Some people with peripheral neuropathy discover that hard floors—especially tile—give them the screaming-meemies. Cool floors make their feet feel as though frostbite is imminent. How odd is that? You’d think burning feet would like cool floors. Others say they DO love naked feet on bare floors. It’s another instance of the individual nature of peripheral neuropathy symptoms.
Of course, if you have diabetes, walking around in bare feet is never, never a good idea. Diabetics have probably been told dozens of times to keep shoes on to prevent injuries. This is because, through lack of sensitivity, you could step on something nasty and not know it. In October of 2000, I attended a Diabetes Health Expo, representing our Neuropathy Self-Help Group, in the hope of getting new members. I brought a lovely crystal bowl from my home filled with samples of trail mix to lure people to our table and pick up flyers on peripheral neuropathy.
When I got home I accidentally dropped the bowl, which cracked into dozens of pieces, chunks, and slivers, all over the kitchen floor. I was barefoot. The next day, I looked at the sole of my foot, saw streaks of red, and realized I had an impressive problem. Glass was embedded in my big toe, and I hadn’t known it for 18 hours. It was Saturday, but luckily my podiatrist opened his office and yanked out the offending glass. Be wary of wearing bone naked feet. Get thee to a shoe store.
- They may not be the prettiest sight, but look at your feet every day, from the bottom up.
- If you redo your floors, whether bathroom, kitchen, or garage, think about slip-resistant flooring. Whether you’re barefoot or not, a slippery surface is something to avoid.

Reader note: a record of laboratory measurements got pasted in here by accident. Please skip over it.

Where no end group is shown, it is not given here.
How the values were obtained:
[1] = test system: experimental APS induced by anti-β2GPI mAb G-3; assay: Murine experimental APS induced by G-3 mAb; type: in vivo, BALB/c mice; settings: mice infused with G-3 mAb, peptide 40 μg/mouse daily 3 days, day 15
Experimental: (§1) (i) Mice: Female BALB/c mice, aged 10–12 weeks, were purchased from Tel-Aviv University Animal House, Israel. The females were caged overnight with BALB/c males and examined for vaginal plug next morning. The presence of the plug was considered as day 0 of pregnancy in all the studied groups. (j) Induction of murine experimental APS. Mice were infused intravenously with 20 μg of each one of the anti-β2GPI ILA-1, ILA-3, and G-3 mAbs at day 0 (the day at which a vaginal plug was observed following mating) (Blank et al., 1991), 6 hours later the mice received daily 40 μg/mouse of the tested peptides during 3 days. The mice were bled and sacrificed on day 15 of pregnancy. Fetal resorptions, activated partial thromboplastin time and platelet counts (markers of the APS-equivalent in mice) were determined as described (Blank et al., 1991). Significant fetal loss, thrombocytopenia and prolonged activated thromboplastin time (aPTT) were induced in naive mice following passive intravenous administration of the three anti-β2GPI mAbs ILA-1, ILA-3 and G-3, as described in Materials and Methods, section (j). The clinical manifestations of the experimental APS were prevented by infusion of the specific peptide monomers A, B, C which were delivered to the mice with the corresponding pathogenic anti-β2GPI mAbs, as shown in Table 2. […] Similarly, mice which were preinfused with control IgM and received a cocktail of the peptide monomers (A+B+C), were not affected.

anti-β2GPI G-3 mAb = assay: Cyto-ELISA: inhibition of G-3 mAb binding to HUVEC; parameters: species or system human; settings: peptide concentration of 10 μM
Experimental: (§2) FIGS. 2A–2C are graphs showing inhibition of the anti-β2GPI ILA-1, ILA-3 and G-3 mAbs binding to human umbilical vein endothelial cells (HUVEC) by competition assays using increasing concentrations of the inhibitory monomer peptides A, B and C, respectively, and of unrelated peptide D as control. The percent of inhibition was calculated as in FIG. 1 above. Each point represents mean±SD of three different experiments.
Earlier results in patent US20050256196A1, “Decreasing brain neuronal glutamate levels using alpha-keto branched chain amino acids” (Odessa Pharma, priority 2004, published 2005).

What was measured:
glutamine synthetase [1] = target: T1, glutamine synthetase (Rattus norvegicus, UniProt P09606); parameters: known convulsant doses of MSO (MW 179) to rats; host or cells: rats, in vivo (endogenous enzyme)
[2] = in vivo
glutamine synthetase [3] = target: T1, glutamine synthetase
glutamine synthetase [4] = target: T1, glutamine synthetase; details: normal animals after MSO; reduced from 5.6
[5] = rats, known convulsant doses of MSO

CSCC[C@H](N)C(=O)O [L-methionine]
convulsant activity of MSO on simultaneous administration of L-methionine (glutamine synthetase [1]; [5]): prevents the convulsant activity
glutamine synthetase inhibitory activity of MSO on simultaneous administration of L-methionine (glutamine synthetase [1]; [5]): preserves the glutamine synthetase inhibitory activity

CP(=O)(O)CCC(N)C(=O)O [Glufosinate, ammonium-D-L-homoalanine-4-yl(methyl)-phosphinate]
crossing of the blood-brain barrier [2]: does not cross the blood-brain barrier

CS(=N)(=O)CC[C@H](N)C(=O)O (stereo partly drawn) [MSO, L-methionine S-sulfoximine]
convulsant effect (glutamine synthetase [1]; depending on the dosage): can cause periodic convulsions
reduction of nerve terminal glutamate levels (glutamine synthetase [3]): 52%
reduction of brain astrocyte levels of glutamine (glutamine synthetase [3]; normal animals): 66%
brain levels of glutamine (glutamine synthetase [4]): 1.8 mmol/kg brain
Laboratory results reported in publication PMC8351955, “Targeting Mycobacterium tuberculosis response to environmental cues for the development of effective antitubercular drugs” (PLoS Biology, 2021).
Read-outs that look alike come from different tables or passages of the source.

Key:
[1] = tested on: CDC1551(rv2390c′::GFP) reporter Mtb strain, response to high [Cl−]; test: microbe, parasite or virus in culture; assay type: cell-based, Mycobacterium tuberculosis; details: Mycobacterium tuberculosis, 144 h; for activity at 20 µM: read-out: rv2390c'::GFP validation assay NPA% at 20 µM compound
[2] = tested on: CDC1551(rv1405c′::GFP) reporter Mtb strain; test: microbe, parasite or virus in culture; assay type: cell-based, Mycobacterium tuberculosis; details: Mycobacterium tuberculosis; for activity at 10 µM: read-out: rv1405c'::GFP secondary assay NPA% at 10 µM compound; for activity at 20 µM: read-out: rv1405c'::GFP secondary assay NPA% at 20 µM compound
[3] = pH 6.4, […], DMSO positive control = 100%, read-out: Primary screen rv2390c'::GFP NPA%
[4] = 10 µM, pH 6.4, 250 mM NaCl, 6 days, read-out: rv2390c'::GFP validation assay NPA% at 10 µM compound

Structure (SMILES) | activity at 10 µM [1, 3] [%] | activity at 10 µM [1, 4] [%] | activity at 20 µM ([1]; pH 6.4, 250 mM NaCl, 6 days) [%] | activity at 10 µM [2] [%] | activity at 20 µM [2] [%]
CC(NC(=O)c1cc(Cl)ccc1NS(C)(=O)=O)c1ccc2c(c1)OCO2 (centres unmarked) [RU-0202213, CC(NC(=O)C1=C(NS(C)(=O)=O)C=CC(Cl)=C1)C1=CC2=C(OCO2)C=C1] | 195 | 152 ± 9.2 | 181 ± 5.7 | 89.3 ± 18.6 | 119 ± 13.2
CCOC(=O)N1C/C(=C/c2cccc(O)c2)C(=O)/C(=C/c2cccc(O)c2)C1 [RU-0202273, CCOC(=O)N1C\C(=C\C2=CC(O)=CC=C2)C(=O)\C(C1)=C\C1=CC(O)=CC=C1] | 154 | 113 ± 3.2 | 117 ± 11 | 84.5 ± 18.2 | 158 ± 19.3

- When you drop something made of glass, sweep up the bigger pieces, then use a wet paper towel to pat gently on the floor to pick up any remaining slivers.
Don’t Turn Your Feet into Popsicles
Recently I got an e-mail from a Connecticut woman I’ll call Madeleine. She wrote, “In a pinch, when I have forgotten to take my meds, I use ice packs on my feet. Today I have been on my feet a lot and my feet are on fire.” I answered her quickly, “Do not put your feet in ice or use freezing water. You can cause a lot of damage to your nerve endings.”
Soldiers in during World War I did tremendous damage to their feet because they were forced to stand in freezing cold water.
You might think dunking your hot tootsies into a tub of freezing cold water would be a good idea. Wrong. Alan Berger, MD, Professor of Neurology, University of Florida (UF), College of Medicine-Jacksonville, and director of a Neuropathy Association-designated medical center at UF, told his support group to never put burning, roasting-hot feet in freezing water. It might seem as though you are doing your feet a favor, but you are not. Warm- or coolwater soaks are fine.
These Feet Aren’t Made for Shuffling
Gail G. told a recent support group that she’d been taking some bad falls. She couldn’t figure out why, then realized she simply needed to pick up her feet. Doing that will become a habit after a while, so start thinking about how you walk, with every step you take. Shuffling is only permitted if you’re walking in the dark to get to your bathroom and you have a puppy who might have left a trail of chewy bones or tennis balls that could cause you to trip.